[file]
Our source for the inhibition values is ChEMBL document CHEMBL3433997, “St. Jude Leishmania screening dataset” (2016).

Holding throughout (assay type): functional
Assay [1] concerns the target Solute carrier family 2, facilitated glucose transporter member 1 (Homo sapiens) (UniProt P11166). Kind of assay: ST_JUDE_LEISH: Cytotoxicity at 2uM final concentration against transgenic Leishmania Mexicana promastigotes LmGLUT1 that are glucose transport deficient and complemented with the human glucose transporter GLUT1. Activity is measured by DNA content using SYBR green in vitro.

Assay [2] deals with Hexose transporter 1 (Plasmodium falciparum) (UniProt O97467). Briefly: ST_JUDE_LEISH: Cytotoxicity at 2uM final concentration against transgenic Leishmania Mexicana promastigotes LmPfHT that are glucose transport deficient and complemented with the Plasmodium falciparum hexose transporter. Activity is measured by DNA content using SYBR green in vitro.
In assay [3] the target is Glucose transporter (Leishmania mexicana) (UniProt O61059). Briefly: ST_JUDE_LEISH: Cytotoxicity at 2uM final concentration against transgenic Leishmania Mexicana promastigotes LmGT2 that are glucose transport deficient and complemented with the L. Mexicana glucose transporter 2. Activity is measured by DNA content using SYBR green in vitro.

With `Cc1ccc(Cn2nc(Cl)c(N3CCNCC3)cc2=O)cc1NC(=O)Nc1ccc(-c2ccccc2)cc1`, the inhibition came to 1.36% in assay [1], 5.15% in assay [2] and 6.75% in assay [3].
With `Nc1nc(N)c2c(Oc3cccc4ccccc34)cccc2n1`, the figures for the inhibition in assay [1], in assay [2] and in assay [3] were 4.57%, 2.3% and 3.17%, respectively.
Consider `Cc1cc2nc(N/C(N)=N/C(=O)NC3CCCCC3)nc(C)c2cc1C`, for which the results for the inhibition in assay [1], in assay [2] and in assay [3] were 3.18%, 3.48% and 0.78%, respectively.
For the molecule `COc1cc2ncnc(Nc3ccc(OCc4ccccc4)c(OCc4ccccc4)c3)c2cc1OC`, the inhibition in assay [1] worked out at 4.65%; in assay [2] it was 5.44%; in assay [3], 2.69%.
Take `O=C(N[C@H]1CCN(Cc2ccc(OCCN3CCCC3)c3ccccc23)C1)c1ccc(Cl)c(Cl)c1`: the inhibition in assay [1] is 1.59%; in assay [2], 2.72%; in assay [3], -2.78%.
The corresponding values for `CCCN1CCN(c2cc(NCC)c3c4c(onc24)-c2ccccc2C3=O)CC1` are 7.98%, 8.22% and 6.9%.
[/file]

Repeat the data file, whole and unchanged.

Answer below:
Our source for the inhibition values is ChEMBL document CHEMBL3433997, “St. Jude Leishmania screening dataset” (2016).

Holding throughout (assay type): functional
Assay [1] concerns the target Solute carrier family 2, facilitated glucose transporter member 1 (Homo sapiens) (UniProt P11166). Kind of assay: ST_JUDE_LEISH: Cytotoxicity at 2uM final concentration against transgenic Leishmania Mexicana promastigotes LmGLUT1 that are glucose transport deficient and complemented with the human glucose transporter GLUT1. Activity is measured by DNA content using SYBR green in vitro.

Assay [2] deals with Hexose transporter 1 (Plasmodium falciparum) (UniProt O97467). Briefly: ST_JUDE_LEISH: Cytotoxicity at 2uM final concentration against transgenic Leishmania Mexicana promastigotes LmPfHT that are glucose transport deficient and complemented with the Plasmodium falciparum hexose transporter. Activity is measured by DNA content using SYBR green in vitro.
In assay [3] the target is Glucose transporter (Leishmania mexicana) (UniProt O61059). Briefly: ST_JUDE_LEISH: Cytotoxicity at 2uM final concentration against transgenic Leishmania Mexicana promastigotes LmGT2 that are glucose transport deficient and complemented with the L. Mexicana glucose transporter 2. Activity is measured by DNA content using SYBR green in vitro.

With `Cc1ccc(Cn2nc(Cl)c(N3CCNCC3)cc2=O)cc1NC(=O)Nc1ccc(-c2ccccc2)cc1`, the inhibition came to 1.36% in assay [1], 5.15% in assay [2] and 6.75% in assay [3].
With `Nc1nc(N)c2c(Oc3cccc4ccccc34)cccc2n1`, the figures for the inhibition in assay [1], in assay [2] and in assay [3] were 4.57%, 2.3% and 3.17%, respectively.
Consider `Cc1cc2nc(N/C(N)=N/C(=O)NC3CCCCC3)nc(C)c2cc1C`, for which the results for the inhibition in assay [1], in assay [2] and in assay [3] were 3.18%, 3.48% and 0.78%, respectively.
For the molecule `COc1cc2ncnc(Nc3ccc(OCc4ccccc4)c(OCc4ccccc4)c3)c2cc1OC`, the inhibition in assay [1] worked out at 4.65%; in assay [2] it was 5.44%; in assay [3], 2.69%.
Take `O=C(N[C@H]1CCN(Cc2ccc(OCCN3CCCC3)c3ccccc23)C1)c1ccc(Cl)c(Cl)c1`: the inhibition in assay [1] is 1.59%; in assay [2], 2.72%; in assay [3], -2.78%.
The corresponding values for `CCCN1CCN(c2cc(NCC)c3c4c(onc24)-c2ccccc2C3=O)CC1` are 7.98%, 8.22% and 6.9%.